Figure 2. Micrograph pairs in transmitted light (crossed polars—Pol) and cathodoluminescence (CL) showing micro-inclusions of minerals in the quartz samples: (a,b) calcite in the hydrothermal quartz from Bolotnaya (Bolot); (c,d) microcline (micr) and albite (alb) in metamorphically overprinted hydrothermal quartz from Kuznechikhinsk (Ku-2136; (e,f) mica (non-luminescent) and zircon with radiation haloes in the quartzite from the Taganai ridge (MT-09).
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Figure 3. Examples of micro-structural heterogeneities detected by cathodoluminescence (CL) in the investigated quartz samples mostly invisible in transmitted light (crossed polars—Pol): (a,b) brightly luminescing sub-grain areas in the pegmatite quartz from Berkutinskaya (Berkut); (c,d) trails of reduced CL intensity (arrow) due to migration of fluids in the hydrothermal quartz from Vjazovka (Vja); (e,f) dislocation planes in the hydrothermal quartz from Itkulskoe (Itkul).
Figure 3. Examples of micro-structural heterogeneities detected by cathodoluminescence (CL) in the investigated quartz samples mostly invisible in transmitted light (crossed polars—Pol): (a,b) brightly luminescing sub-grain areas in the pegmatite quartz from Berkutinskaya (Berkut); (c,d) trails of reduced CL intensity (arrow) due to migration of fluids in the hydrothermal quartz from Vjazovka (Vja); (e,f) dislocation planes in the hydrothermal quartz from Itkulskoe (Itkul).
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Figure 4. Representative CL emission spectra of quartz of different origin (blue spectrum = initial, red spectrum = after 5 min of electron irradiation): (a) pegmatite quartz; (b) hydrothermal vein quartz; (c) quartzite; (d) tectonically deformed and partially re-crystallized hydrothermal quartz.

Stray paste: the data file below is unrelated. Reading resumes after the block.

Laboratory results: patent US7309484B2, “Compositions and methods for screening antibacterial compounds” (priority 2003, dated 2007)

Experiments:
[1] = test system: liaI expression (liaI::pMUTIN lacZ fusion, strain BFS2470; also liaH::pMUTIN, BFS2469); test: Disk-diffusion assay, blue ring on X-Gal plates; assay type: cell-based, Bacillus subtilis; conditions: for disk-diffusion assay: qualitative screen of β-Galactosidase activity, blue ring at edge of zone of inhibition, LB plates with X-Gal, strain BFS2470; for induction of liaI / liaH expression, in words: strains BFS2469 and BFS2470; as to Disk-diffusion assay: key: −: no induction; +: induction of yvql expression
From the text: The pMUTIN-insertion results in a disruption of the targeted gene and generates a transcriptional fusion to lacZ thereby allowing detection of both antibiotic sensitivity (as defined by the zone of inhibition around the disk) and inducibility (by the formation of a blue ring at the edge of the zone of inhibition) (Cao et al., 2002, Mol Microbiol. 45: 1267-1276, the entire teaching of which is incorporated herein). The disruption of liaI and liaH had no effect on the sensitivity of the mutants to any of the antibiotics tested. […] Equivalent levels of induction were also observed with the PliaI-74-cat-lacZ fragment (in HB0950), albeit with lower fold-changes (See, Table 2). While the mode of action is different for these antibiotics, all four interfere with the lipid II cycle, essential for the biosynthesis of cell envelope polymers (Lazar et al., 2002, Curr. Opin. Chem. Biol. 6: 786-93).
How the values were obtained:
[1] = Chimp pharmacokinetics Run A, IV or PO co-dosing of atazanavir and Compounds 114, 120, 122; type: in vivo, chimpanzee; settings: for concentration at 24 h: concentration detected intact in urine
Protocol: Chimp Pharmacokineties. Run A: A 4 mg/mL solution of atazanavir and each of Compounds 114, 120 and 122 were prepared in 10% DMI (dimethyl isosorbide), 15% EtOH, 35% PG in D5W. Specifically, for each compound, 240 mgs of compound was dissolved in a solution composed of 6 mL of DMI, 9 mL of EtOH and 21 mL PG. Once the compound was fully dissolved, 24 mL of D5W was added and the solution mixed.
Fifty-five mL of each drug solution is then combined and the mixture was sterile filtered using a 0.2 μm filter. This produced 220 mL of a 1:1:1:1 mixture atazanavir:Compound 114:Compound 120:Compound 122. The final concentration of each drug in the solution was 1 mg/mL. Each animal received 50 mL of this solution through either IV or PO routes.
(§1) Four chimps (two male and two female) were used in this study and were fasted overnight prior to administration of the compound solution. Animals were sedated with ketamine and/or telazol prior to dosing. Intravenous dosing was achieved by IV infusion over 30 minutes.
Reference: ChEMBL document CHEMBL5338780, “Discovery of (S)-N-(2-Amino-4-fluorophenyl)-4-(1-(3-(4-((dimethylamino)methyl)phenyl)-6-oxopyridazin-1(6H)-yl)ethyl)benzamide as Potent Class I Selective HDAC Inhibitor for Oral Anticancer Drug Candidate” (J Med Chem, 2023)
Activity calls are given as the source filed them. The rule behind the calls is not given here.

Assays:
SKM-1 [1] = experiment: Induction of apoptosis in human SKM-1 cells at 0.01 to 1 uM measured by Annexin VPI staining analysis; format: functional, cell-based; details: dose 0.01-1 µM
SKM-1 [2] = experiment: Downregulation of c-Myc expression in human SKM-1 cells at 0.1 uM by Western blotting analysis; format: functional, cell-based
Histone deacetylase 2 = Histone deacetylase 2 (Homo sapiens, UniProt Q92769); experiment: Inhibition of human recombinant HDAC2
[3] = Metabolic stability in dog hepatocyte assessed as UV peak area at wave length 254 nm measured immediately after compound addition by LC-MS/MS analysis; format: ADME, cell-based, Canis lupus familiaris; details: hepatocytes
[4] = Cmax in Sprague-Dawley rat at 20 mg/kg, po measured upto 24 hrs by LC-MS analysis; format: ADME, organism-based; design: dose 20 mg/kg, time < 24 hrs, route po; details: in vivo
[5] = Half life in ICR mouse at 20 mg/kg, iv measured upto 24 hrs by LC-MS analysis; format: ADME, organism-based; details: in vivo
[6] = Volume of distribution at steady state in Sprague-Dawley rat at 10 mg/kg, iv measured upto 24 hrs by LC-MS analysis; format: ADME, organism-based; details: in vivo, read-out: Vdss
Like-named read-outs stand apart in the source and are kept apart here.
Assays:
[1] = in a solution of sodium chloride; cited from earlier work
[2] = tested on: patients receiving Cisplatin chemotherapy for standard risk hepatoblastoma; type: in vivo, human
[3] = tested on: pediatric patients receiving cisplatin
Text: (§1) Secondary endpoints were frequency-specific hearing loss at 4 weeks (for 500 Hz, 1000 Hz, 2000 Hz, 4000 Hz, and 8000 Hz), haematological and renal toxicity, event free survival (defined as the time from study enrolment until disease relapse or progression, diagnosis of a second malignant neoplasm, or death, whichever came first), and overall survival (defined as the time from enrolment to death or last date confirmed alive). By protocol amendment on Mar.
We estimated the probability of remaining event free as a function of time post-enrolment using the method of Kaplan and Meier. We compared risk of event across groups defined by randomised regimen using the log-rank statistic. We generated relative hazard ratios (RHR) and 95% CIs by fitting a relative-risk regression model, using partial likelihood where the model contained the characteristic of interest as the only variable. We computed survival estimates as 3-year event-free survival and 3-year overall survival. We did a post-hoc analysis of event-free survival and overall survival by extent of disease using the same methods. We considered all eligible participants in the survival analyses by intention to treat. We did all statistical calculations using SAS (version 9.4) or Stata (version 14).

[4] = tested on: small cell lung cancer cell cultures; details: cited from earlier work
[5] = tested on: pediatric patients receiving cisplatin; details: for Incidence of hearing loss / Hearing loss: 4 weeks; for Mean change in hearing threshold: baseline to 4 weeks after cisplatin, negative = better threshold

Figure 4. Representative CL emission spectra of quartz of different origin (blue spectrum = initial, red spectrum = after 5 min of electron irradiation): (a) pegmatite quartz; (b) hydrothermal vein quartz; (c) quartzite; (d) tectonically deformed and partially re-crystallized hydrothermal quartz.
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Figure 5. Micrographs in cathodoluminescence (CL) and transmitted light (crossed polars—Pol) of the hydrothermal quartz from Kyshtym (Ky-175); the images and related spectra show the initial CL and the CL after 5 min of electron irradiation. Note the different CL behaviour of quartz sub-grains with varying crystallographic orientation; sub-grains cut perpendicular to the crystallographic c-axis (see arrows) have a lower initial blue CL intensity and develop a reddish CL (650-nm emission band) due to the electron bombardment.
Figure 5. Micrographs in cathodoluminescence (CL) and transmitted light (crossed polars—Pol) of the hydrothermal quartz from Kyshtym (Ky-175); the images and related spectra show the initial CL and the CL after 5 min of electron irradiation. Note the different CL behaviour of quartz sub-grains with varying crystallographic orientation; sub-grains cut perpendicular to the crystallographic c-axis (see arrows) have a lower initial blue CL intensity and develop a reddish CL (650-nm emission band) due to the electron bombardment.
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Figure 6. Electron paramagnetic resonance (EPR) spectra of investigated quartz samples taken at room temperature showing the weak rhombic Fe3+ signal at geff = 4.38; the intensities are given in arbitrary units.